STEM Leaders Agree on Relevancy of Environmental Education for Kids of Color

from Wildlife Promise

Students construct a model solar-powered building (Creative Commons/NC Sun News).

Whether it’s at the elementary, undergraduate or professional level, we have a long way to go when it comes to diversity in the “STEM,” or Science, Technology, Engineering and Mathematics career fields. That much is clear. What may be less evident, however, is that some of the most influential voices in STEM (think astronauts, entrepreneurs and school superintendents) are collaborating to address this issue. Last week, I had the opportunity to hear just what these advocates for a diverse future in STEM are saying about creating opportunities for African American students.

On May 3, 2012, the National Association of Black School Educators (NABSE) hosted the National Education Policy Institute’s event “Saving the Soul of Public Education” at the U.S. Capitol Visitor’s Center, to discuss the promise and implications of STEM education. Panelists included astronaut Leland Melvin, who is the Associate Administrator of education at NASA, Yohance Maquelba, the Executive Director of Howard University Middle School for Science and Math, Ted Brodheim, COO of the educational website ePals, and Horace Williams, Superintendent of Cedar Hill Independent School District in Cedar Hill, Texas.

From putting high-speed internet in the hands of every student to connecting classrooms with role models from NASA, Microsoft and other STEM giants, each panelist provided specific, compelling ideas to get children of color from all over the country to seriously consider a future in STEM. According to the panelists, “the new three R’s” of education are Science, Technology and Engineering (replacing the old-school “Reading, Riting and ’Rithmetic”). But there was, in fact, a fourth new R linking all of the panelists’ talking points. Relevancy.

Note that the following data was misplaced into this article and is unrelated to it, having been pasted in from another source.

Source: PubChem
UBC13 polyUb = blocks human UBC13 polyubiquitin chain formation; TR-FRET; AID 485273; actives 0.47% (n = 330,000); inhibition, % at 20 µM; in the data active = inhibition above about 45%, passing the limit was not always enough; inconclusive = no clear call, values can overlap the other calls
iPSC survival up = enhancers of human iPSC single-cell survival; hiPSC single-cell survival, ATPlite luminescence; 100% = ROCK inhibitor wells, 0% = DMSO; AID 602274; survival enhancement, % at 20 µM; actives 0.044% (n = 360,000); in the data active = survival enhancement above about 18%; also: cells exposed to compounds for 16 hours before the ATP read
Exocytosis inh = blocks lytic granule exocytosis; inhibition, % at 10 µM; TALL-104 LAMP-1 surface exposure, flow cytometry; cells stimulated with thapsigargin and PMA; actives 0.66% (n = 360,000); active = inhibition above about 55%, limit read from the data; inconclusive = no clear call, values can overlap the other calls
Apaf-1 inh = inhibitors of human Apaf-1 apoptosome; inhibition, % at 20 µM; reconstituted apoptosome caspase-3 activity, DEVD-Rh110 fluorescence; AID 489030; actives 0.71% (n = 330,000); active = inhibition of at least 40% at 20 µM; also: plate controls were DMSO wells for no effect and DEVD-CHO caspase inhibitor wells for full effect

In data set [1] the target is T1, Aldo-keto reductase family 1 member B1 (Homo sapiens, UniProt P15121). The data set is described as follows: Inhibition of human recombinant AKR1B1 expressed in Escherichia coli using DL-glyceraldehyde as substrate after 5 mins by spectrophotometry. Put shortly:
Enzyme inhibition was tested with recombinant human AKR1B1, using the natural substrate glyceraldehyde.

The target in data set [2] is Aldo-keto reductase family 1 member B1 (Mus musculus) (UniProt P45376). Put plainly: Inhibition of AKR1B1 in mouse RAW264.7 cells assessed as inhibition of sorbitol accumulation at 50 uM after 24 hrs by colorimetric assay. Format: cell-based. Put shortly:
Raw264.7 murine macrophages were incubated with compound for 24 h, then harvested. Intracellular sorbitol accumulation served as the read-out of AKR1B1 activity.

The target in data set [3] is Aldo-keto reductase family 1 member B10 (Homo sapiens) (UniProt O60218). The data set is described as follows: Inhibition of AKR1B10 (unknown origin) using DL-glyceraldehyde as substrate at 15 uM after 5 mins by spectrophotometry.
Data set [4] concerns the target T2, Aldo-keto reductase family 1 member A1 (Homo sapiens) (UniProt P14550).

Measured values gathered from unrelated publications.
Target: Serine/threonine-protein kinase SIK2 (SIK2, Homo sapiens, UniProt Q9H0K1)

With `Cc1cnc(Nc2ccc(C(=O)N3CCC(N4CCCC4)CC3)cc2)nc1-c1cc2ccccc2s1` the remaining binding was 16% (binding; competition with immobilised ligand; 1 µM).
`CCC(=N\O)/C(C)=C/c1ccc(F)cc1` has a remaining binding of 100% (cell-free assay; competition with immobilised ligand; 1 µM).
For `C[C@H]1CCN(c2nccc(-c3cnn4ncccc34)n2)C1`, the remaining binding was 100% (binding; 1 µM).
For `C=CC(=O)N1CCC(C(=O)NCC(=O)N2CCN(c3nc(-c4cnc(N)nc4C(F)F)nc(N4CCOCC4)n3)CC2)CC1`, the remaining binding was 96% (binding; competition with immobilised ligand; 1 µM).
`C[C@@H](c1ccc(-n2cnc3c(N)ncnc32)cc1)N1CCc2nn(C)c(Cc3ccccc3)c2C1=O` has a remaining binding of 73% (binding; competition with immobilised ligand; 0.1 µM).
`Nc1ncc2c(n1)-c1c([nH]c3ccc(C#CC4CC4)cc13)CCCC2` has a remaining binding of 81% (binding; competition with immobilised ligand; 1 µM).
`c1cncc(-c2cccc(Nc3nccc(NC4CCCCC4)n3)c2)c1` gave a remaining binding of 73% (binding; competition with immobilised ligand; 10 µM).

When the panelists took questions from the audience, I asked about the role of environmental education in demonstrating the relevancy of STEM. All agreed that environmental lessons are uniquely adaptable in a variety of settings, and most gave examples of environmental issues for which STEM professionals are uniquely equipped to address, such as climate change, water scarcity and pollution. Melvin described a NASA initiative where STEM ambassadors are engaging students in climate science using the brand-new Earth Now  app, a tool used to monitor climate data in real time via satellite. Closely related to this effort is the NASA-NWF Eco-Schools USA partnership for a high school curriculum utilizing such experiential learning tools as the Earth Now app to study climate change.

Superintendent Williams described green initiatives in his district that engage students and teachers with the broader Cedar Hill, Texas community. For example, Cedar Hill students tend community gardens on school grounds alongside students from a local community college and a local 4-year university. A nutritionist from the First Lady’s Let’s Move Nutrition program is currently teaching Cedar Hill students the health benefits of preparing and eating food grown in the gardens. Even a nearby tilapia farm contributes as a source of natural fertilizer.

NABSE’s leadership is also tuned in to how environmental education can pique a student’s interest in a future in a technical field. Prior to the event, I spoke with NABSE President-elect Bernard Hamilton, who spoke enthusiastically about weather monitoring and gardening projects in the schools in his hometown, Louisville, KY. Hamilton, like most in attendance, emphasized that getting more African American and Hispanic students and students from marginalized communities to take up STEM is an urgent and critical need for our country’s economic and environmental future.

Want to learn more about bringing STEM and environmental learning to the classroom? Click here to see how NWF’s Eco-Schools USA Climate Change Connections program is partnering with NASA to teach climate science in diverse classrooms.